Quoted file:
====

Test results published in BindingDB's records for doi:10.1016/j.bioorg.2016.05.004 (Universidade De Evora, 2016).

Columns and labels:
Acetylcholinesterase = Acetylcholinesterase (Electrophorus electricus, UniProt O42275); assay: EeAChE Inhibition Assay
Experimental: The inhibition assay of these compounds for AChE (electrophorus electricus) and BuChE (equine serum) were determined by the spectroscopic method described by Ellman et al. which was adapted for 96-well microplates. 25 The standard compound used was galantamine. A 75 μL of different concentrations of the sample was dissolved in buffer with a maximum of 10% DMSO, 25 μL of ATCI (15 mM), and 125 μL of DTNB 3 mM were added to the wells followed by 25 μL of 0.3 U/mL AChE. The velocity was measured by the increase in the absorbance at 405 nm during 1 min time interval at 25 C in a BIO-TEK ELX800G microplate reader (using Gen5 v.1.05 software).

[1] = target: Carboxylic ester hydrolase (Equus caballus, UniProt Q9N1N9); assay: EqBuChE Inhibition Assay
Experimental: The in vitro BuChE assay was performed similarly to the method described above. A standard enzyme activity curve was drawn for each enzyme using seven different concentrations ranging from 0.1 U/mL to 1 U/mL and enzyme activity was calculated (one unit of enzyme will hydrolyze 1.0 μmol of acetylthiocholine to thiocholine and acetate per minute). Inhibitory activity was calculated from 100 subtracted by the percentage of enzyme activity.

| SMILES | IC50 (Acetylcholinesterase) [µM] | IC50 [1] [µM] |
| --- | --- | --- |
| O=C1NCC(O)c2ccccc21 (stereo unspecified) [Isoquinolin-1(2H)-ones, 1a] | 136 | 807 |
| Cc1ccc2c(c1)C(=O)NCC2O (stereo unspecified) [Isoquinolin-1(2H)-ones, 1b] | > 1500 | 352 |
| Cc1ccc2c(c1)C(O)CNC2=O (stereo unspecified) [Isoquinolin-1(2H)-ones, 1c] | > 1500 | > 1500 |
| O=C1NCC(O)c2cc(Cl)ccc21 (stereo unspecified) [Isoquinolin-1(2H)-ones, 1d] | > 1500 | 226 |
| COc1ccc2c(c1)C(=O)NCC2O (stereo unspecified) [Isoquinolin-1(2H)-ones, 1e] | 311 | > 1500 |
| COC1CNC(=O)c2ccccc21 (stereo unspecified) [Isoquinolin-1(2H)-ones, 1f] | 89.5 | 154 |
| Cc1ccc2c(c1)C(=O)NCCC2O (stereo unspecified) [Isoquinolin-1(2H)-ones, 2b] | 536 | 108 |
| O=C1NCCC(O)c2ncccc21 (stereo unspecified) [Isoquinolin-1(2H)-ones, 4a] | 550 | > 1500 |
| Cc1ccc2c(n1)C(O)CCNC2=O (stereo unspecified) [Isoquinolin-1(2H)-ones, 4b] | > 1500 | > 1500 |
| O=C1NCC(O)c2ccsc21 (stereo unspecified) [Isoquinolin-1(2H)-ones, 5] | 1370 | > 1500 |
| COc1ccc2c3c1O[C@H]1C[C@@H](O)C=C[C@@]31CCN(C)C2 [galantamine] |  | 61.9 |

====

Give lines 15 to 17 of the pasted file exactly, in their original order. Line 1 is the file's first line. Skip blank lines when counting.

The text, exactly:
| Cc1ccc2c(c1)C(=O)NCCC2O (stereo unspecified) [Isoquinolin-1(2H)-ones, 2b] | 536 | 108 |
| O=C1NCCC(O)c2ncccc21 (stereo unspecified) [Isoquinolin-1(2H)-ones, 4a] | 550 | > 1500 |
| Cc1ccc2c(n1)C(O)CCNC2=O (stereo unspecified) [Isoquinolin-1(2H)-ones, 4b] | > 1500 | > 1500 |